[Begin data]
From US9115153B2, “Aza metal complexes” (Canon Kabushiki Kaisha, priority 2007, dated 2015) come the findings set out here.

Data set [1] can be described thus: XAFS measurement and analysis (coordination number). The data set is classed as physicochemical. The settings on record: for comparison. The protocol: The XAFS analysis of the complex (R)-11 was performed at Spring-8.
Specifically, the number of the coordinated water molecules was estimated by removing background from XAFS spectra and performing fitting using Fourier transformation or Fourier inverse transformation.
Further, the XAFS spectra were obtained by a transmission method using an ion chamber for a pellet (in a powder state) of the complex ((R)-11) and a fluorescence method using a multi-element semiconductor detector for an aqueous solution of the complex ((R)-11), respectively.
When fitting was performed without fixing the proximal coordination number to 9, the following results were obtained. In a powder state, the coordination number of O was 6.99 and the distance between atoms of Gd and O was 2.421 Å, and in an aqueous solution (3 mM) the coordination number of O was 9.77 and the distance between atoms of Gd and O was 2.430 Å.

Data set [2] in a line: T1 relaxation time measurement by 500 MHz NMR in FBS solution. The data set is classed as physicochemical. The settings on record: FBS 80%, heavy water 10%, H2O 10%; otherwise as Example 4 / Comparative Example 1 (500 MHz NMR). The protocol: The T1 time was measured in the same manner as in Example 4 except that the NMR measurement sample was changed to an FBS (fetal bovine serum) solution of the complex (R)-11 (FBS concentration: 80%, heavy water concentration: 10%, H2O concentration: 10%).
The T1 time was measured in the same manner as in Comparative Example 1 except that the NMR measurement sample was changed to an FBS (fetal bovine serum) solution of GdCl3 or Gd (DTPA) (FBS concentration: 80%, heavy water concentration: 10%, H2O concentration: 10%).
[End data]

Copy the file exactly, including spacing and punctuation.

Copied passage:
From US9115153B2, “Aza metal complexes” (Canon Kabushiki Kaisha, priority 2007, dated 2015) come the findings set out here.

Data set [1] can be described thus: XAFS measurement and analysis (coordination number). The data set is classed as physicochemical. The settings on record: for comparison. The protocol: The XAFS analysis of the complex (R)-11 was performed at Spring-8.
Specifically, the number of the coordinated water molecules was estimated by removing background from XAFS spectra and performing fitting using Fourier transformation or Fourier inverse transformation.
Further, the XAFS spectra were obtained by a transmission method using an ion chamber for a pellet (in a powder state) of the complex ((R)-11) and a fluorescence method using a multi-element semiconductor detector for an aqueous solution of the complex ((R)-11), respectively.
When fitting was performed without fixing the proximal coordination number to 9, the following results were obtained. In a powder state, the coordination number of O was 6.99 and the distance between atoms of Gd and O was 2.421 Å, and in an aqueous solution (3 mM) the coordination number of O was 9.77 and the distance between atoms of Gd and O was 2.430 Å.

Data set [2] in a line: T1 relaxation time measurement by 500 MHz NMR in FBS solution. The data set is classed as physicochemical. The settings on record: FBS 80%, heavy water 10%, H2O 10%; otherwise as Example 4 / Comparative Example 1 (500 MHz NMR). The protocol: The T1 time was measured in the same manner as in Example 4 except that the NMR measurement sample was changed to an FBS (fetal bovine serum) solution of the complex (R)-11 (FBS concentration: 80%, heavy water concentration: 10%, H2O concentration: 10%).
The T1 time was measured in the same manner as in Comparative Example 1 except that the NMR measurement sample was changed to an FBS (fetal bovine serum) solution of GdCl3 or Gd (DTPA) (FBS concentration: 80%, heavy water concentration: 10%, H2O concentration: 10%).